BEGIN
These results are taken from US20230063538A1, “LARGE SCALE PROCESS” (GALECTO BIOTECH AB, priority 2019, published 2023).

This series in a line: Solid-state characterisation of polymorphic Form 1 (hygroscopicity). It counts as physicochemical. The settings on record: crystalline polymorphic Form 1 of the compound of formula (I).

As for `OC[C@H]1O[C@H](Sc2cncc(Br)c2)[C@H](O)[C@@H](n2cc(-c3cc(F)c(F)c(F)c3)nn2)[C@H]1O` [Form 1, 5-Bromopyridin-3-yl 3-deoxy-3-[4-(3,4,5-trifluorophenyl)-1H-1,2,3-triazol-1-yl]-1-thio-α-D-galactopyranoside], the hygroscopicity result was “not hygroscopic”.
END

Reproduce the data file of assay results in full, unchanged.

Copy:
These results are taken from US20230063538A1, “LARGE SCALE PROCESS” (GALECTO BIOTECH AB, priority 2019, published 2023).

This series in a line: Solid-state characterisation of polymorphic Form 1 (hygroscopicity). It counts as physicochemical. The settings on record: crystalline polymorphic Form 1 of the compound of formula (I).

As for `OC[C@H]1O[C@H](Sc2cncc(Br)c2)[C@H](O)[C@@H](n2cc(-c3cc(F)c(F)c(F)c3)nn2)[C@H]1O` [Form 1, 5-Bromopyridin-3-yl 3-deoxy-3-[4-(3,4,5-trifluorophenyl)-1H-1,2,3-triazol-1-yl]-1-thio-α-D-galactopyranoside], the hygroscopicity result was “not hygroscopic”.